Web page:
A grand finals Super Smash Bros. Ultimate set between Marss and MkLeo from 2020, c/o Beyond the Summit (YouTube)

Several notable members of the Smash community, Perez and Garcia included, rushed to agree with Martins, but he was largely beset by criticism. Grassroots tournaments are known for their open-bracket policies, which place every player on even footing regardless of status. Giving someone preferential treatment due to their skill level or professional employment with an esports org is antithetical, dissenters argued, to the ethos of the Smash and traditional fighting game communities. The demand gets even weirder when taking into account the recent rise of invitational events that cater exclusively to those types of competitors.

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“As an active player and organizer, I try to be understanding of every situation CEO attendees may be in,” Community Effort Orlando organizer Alex Jebailey told Kotaku via email. “CEO 2021 is taking place during an unprecedented situation, with the return of fighting game events creating never before seen enthusiasm for registering early. I’m humbled and flattered that CEO sold 3,500 passes so quickly, but that response shouldn’t lead to CEO stepping away from open brackets and open registration. In my opinion those are the things that make our conventions great.”

The desire for major tournaments to feature only the best competitors around is understandable, but the argument surrounding Martins’ suggestion highlights the key difference between fighting games and esports. The fighting game community has sustained itself for decades as a place where anyone and everyone can come to compete, regardless of skill level or history. It’s not a place where monetization is easy to come by.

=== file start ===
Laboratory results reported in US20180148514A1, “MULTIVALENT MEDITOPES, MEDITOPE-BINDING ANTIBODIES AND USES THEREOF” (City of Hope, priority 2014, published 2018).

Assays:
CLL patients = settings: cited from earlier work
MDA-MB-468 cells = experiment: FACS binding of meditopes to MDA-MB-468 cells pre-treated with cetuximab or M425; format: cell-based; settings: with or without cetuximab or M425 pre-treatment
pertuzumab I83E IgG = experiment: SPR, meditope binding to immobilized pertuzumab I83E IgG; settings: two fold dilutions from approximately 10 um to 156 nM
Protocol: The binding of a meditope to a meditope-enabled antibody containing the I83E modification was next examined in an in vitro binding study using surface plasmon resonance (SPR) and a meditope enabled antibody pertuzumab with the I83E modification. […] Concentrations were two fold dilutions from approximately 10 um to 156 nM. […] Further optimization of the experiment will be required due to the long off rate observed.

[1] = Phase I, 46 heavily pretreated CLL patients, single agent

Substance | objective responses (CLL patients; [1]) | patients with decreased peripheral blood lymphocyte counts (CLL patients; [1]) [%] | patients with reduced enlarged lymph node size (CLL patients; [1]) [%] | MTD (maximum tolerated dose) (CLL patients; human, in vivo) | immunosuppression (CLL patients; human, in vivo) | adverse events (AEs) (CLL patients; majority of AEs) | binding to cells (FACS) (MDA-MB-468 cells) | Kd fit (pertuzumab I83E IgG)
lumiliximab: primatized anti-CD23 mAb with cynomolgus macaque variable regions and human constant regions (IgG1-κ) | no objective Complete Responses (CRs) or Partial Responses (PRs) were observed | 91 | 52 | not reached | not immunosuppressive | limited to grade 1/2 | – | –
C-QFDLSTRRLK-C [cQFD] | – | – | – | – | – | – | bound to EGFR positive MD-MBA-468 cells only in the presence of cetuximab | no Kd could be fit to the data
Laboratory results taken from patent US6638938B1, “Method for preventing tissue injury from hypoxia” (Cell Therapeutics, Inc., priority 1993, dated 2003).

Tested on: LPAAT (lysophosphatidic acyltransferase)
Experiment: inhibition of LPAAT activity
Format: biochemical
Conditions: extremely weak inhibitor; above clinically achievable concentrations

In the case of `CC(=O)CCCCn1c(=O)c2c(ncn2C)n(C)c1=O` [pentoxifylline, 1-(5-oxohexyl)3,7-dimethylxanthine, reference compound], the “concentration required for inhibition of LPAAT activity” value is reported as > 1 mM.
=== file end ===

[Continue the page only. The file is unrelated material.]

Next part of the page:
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And while that can result in negative things like tournaments living event to event and organizers relying on volunteer labor, it’s also imbued competition with a grassroots passion that can’t be replicated by bigger games like League of Legends or Overwatch. There’s simply nothing in esports like the fighting game community, and that continues to frustrate esports-minded interlopers who see its “untapped” or “squandered” potential as a means to benefit small groups of players and investors rather than the scene as a whole.

“I think as we get back to bigger events in the future, we will be better prepared to manage demand,” Jebailey added. “I also think that invitational opportunities will increase to better serve our most elite players. At CEO though, all our attendees are given the same opportunity to become a champion no matter their skill level. An opportunity that starts on the registration page.”

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